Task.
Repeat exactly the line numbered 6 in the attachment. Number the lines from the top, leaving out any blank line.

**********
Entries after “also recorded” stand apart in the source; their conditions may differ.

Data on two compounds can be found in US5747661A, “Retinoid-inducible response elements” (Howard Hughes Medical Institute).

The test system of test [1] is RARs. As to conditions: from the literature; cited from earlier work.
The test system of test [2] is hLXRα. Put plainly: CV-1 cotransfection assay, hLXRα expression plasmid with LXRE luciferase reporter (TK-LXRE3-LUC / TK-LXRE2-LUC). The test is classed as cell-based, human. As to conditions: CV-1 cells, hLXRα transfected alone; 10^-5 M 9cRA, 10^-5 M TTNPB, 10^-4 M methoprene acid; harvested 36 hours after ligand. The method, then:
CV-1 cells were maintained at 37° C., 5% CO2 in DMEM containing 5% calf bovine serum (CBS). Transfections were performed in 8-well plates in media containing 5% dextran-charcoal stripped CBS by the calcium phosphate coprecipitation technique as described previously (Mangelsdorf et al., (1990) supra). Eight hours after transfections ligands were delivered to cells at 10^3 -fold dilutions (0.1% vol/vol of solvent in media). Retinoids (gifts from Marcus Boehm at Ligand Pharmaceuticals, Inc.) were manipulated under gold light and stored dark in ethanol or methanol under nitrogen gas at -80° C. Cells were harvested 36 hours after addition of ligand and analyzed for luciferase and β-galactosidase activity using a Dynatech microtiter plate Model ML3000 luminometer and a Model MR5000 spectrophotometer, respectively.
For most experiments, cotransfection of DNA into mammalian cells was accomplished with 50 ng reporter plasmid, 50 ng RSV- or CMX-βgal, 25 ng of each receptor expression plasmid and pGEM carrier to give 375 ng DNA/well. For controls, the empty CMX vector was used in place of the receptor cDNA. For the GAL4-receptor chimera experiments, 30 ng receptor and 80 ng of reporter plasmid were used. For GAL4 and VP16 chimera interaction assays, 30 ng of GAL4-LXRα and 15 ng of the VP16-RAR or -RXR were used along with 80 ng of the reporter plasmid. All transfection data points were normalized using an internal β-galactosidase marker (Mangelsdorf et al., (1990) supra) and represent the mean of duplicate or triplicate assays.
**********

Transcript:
For most experiments, cotransfection of DNA into mammalian cells was accomplished with 50 ng reporter plasmid, 50 ng RSV- or CMX-βgal, 25 ng of each receptor expression plasmid and pGEM carrier to give 375 ng DNA/well. For controls, the empty CMX vector was used in place of the receptor cDNA. For the GAL4-receptor chimera experiments, 30 ng receptor and 80 ng of reporter plasmid were used. For GAL4 and VP16 chimera interaction assays, 30 ng of GAL4-LXRα and 15 ng of the VP16-RAR or -RXR were used along with 80 ng of the reporter plasmid. All transfection data points were normalized using an internal β-galactosidase marker (Mangelsdorf et al., (1990) supra) and represent the mean of duplicate or triplicate assays.